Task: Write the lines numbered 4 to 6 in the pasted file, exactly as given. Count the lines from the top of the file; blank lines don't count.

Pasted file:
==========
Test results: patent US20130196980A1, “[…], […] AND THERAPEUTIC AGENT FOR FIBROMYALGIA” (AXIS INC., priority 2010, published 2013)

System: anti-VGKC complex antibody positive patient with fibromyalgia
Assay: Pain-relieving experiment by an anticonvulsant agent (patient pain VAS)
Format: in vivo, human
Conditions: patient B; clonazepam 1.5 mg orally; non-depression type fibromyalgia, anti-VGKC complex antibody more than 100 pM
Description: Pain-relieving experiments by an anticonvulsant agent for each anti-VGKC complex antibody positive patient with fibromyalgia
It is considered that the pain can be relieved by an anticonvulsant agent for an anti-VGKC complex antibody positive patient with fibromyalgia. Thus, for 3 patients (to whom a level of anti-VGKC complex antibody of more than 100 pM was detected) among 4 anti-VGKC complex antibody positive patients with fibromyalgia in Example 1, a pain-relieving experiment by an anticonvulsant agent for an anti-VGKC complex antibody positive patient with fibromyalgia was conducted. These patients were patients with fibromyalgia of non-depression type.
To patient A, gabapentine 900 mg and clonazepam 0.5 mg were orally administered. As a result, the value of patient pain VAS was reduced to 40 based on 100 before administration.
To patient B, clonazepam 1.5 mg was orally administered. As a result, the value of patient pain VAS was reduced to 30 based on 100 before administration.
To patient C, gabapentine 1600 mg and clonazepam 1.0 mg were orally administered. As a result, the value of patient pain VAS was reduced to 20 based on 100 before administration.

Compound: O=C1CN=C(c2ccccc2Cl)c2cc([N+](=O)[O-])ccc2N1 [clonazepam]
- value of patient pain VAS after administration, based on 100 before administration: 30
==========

Format: in vivo, human
Conditions: patient B; clonazepam 1.5 mg orally; non-depression type fibromyalgia, anti-VGKC complex antibody more than 100 pM
Description: Pain-relieving experiments by an anticonvulsant agent for each anti-VGKC complex antibody positive patient with fibromyalgia